Tkinter and asyncronous socket
Hendrik van Rooyen
mail at microcorp.co.za
Fri Nov 28 04:20:22 CET 2008
<maxlosblob at gmail.com> wrote:
On 26 Nov, 13:42, Steve Holden <st... at holdenweb.com> wrote:
>> One approach would be to run the socket code in blocking mode in a
>> separate thread started by the (main program) GUI thread at program
>> startup, and communicating results back via a Queue.Queue or similar to
>> the GUI thread. That thread wakes itself up once every (say) 500 mS to
>> check for updates from the socket side.
>> You should see your CPU utilization go down then. The threading.thread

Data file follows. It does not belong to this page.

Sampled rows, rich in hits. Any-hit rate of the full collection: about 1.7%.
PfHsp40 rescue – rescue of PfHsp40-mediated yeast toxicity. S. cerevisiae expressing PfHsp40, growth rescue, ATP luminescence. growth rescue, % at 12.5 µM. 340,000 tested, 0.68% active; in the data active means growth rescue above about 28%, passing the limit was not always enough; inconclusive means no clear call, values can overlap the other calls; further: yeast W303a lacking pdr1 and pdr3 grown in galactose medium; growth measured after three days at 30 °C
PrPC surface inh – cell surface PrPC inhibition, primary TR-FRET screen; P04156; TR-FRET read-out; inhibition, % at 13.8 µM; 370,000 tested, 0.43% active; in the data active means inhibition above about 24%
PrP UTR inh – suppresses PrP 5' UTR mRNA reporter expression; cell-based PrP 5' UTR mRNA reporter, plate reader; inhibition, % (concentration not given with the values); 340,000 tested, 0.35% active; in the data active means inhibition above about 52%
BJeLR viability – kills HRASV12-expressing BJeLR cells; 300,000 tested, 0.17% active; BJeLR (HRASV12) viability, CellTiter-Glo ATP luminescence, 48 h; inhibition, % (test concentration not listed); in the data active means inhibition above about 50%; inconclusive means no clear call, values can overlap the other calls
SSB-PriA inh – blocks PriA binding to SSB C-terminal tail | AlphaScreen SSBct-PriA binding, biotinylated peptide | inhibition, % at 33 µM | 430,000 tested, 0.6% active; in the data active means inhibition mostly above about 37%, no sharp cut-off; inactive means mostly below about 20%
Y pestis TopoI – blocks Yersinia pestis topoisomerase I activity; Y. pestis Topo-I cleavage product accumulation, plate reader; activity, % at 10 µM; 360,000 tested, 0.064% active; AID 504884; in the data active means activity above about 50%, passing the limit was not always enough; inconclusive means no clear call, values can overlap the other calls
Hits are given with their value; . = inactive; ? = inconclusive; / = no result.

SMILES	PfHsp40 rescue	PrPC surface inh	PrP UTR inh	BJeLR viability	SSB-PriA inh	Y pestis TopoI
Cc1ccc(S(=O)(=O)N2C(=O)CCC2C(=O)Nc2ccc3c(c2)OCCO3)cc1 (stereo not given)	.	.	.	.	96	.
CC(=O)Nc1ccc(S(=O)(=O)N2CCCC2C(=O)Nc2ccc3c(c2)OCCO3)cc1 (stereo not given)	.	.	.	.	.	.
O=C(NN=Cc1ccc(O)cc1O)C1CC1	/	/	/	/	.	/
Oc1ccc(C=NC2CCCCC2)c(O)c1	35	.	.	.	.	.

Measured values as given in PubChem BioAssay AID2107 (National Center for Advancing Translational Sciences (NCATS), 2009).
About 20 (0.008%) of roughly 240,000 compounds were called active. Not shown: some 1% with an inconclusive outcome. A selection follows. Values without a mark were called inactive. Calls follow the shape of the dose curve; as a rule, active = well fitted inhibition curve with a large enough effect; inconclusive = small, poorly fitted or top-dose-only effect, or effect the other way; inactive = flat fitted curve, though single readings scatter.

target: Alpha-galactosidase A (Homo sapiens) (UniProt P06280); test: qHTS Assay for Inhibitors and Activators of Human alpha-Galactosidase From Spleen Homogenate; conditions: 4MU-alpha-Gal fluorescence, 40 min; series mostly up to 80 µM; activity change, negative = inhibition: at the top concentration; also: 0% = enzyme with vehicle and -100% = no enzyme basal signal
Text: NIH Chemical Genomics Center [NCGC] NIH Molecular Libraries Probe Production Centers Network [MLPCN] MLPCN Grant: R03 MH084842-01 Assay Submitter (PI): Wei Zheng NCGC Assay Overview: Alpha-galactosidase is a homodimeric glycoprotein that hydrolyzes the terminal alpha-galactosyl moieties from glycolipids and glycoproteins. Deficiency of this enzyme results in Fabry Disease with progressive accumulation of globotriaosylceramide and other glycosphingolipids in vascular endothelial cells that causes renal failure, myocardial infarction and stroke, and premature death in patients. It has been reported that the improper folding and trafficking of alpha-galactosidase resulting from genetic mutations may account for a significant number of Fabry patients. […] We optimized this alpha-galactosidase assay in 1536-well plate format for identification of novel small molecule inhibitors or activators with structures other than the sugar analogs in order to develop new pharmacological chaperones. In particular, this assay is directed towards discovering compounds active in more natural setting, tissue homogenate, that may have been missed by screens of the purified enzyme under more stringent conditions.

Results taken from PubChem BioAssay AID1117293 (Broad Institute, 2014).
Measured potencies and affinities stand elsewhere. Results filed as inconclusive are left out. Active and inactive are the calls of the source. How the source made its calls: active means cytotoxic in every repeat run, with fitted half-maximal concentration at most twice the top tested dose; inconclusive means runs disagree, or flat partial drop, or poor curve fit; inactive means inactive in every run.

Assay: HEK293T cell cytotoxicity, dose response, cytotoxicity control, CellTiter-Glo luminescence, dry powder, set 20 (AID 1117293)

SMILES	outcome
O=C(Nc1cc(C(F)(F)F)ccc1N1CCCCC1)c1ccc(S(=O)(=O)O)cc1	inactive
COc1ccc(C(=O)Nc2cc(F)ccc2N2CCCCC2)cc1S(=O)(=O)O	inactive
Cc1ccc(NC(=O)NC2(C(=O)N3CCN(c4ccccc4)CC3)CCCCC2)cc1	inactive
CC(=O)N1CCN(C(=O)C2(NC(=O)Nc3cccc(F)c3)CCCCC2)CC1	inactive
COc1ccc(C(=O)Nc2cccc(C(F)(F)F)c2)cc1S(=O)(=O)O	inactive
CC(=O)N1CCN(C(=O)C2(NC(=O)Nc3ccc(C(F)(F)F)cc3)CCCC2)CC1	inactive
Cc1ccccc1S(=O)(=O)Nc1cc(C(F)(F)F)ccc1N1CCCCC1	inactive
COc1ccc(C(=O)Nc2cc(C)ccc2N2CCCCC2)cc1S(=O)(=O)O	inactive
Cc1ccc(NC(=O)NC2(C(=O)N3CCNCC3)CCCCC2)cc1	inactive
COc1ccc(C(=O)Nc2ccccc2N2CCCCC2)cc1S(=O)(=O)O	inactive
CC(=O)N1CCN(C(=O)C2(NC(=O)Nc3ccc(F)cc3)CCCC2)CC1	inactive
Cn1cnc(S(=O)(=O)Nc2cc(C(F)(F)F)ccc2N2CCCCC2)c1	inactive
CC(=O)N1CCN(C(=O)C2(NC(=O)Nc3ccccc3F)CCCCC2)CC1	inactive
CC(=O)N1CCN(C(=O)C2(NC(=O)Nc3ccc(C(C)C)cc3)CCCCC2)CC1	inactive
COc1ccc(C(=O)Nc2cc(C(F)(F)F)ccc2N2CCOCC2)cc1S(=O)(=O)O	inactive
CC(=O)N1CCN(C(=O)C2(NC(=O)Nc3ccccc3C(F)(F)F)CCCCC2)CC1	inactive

>> library is actually much easier to use than you would think, though it's
>> possible to get things wrong by assuming data sharing will work in ways
>> it actually doesn't. But if you have the main thread pass a Queue to the
>> networking thread, that should be a reliable means of communication.
>Thankk you Steve, I have now a GUI and a threaded socket client
>receiving data on its socket. I pass to it a queue object from the
>GUI, but when it tries to push a value on the queue, the GUI does not
>see any value. My last work with OOP is as far in time as the
>beginning of Java, I'm surely missing something simple but very
>Anyway, the goal to have a responsive GUI and a functional socket has
>been achieved, thanks again. If you have hints on the queue problem,
>your help is welcome.
If you are not already doing it, you need to make a "stutter thread"
by using the after() call on some gui object to periodically check for
input on the queue.
There is a recipe for this but I have yet again lost the link.
More information about the Python-list